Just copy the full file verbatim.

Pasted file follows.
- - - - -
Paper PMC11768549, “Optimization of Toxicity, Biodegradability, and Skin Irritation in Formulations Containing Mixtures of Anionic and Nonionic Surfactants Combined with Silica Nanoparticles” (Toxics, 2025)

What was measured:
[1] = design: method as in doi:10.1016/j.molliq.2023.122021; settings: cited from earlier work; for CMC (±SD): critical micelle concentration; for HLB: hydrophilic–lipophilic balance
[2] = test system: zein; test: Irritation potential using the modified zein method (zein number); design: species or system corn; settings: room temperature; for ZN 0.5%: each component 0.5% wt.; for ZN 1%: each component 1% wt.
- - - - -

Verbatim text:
Paper PMC11768549, “Optimization of Toxicity, Biodegradability, and Skin Irritation in Formulations Containing Mixtures of Anionic and Nonionic Surfactants Combined with Silica Nanoparticles” (Toxics, 2025)

What was measured:
[1] = design: method as in doi:10.1016/j.molliq.2023.122021; settings: cited from earlier work; for CMC (±SD): critical micelle concentration; for HLB: hydrophilic–lipophilic balance
[2] = test system: zein; test: Irritation potential using the modified zein method (zein number); design: species or system corn; settings: room temperature; for ZN 0.5%: each component 0.5% wt.; for ZN 1%: each component 1% wt.